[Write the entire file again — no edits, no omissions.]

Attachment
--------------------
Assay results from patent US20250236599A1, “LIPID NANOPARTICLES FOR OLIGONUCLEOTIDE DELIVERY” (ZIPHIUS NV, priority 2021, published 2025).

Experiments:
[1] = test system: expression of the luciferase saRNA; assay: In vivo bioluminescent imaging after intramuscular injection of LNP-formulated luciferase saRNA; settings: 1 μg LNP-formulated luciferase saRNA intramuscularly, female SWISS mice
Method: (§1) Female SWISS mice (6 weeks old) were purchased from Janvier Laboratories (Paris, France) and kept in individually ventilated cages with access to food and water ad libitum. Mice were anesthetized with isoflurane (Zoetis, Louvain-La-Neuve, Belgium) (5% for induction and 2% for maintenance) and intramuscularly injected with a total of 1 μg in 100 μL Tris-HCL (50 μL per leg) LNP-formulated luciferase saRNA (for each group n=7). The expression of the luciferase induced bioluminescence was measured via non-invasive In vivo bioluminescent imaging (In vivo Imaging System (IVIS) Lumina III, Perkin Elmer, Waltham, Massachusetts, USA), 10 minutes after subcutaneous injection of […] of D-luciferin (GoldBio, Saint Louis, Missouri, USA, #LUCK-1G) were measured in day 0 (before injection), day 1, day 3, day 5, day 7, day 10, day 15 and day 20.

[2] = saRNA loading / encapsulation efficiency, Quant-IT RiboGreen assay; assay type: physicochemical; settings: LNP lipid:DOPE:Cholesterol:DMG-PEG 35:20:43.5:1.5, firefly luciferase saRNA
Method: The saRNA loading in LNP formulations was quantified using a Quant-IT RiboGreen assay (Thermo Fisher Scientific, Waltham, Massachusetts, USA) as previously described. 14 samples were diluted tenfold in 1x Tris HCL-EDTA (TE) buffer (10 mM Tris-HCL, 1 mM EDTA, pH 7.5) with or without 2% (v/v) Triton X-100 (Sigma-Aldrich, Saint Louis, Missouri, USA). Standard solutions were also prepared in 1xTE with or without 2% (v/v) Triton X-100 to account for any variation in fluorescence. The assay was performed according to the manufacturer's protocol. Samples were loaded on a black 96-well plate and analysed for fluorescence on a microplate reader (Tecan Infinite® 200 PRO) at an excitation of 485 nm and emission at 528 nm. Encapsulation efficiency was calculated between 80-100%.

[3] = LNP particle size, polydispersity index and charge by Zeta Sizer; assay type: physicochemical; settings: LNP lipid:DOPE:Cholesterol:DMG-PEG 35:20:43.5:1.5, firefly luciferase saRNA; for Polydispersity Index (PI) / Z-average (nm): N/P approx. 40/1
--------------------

Assay results from patent US20250236599A1, “LIPID NANOPARTICLES FOR OLIGONUCLEOTIDE DELIVERY” (ZIPHIUS NV, priority 2021, published 2025).

Experiments:
[1] = test system: expression of the luciferase saRNA; assay: In vivo bioluminescent imaging after intramuscular injection of LNP-formulated luciferase saRNA; settings: 1 μg LNP-formulated luciferase saRNA intramuscularly, female SWISS mice
Method: (§1) Female SWISS mice (6 weeks old) were purchased from Janvier Laboratories (Paris, France) and kept in individually ventilated cages with access to food and water ad libitum. Mice were anesthetized with isoflurane (Zoetis, Louvain-La-Neuve, Belgium) (5% for induction and 2% for maintenance) and intramuscularly injected with a total of 1 μg in 100 μL Tris-HCL (50 μL per leg) LNP-formulated luciferase saRNA (for each group n=7). The expression of the luciferase induced bioluminescence was measured via non-invasive In vivo bioluminescent imaging (In vivo Imaging System (IVIS) Lumina III, Perkin Elmer, Waltham, Massachusetts, USA), 10 minutes after subcutaneous injection of […] of D-luciferin (GoldBio, Saint Louis, Missouri, USA, #LUCK-1G) were measured in day 0 (before injection), day 1, day 3, day 5, day 7, day 10, day 15 and day 20.

[2] = saRNA loading / encapsulation efficiency, Quant-IT RiboGreen assay; assay type: physicochemical; settings: LNP lipid:DOPE:Cholesterol:DMG-PEG 35:20:43.5:1.5, firefly luciferase saRNA
Method: The saRNA loading in LNP formulations was quantified using a Quant-IT RiboGreen assay (Thermo Fisher Scientific, Waltham, Massachusetts, USA) as previously described. 14 samples were diluted tenfold in 1x Tris HCL-EDTA (TE) buffer (10 mM Tris-HCL, 1 mM EDTA, pH 7.5) with or without 2% (v/v) Triton X-100 (Sigma-Aldrich, Saint Louis, Missouri, USA). Standard solutions were also prepared in 1xTE with or without 2% (v/v) Triton X-100 to account for any variation in fluorescence. The assay was performed according to the manufacturer's protocol. Samples were loaded on a black 96-well plate and analysed for fluorescence on a microplate reader (Tecan Infinite® 200 PRO) at an excitation of 485 nm and emission at 528 nm. Encapsulation efficiency was calculated between 80-100%.

[3] = LNP particle size, polydispersity index and charge by Zeta Sizer; assay type: physicochemical; settings: LNP lipid:DOPE:Cholesterol:DMG-PEG 35:20:43.5:1.5, firefly luciferase saRNA; for Polydispersity Index (PI) / Z-average (nm): N/P approx. 40/1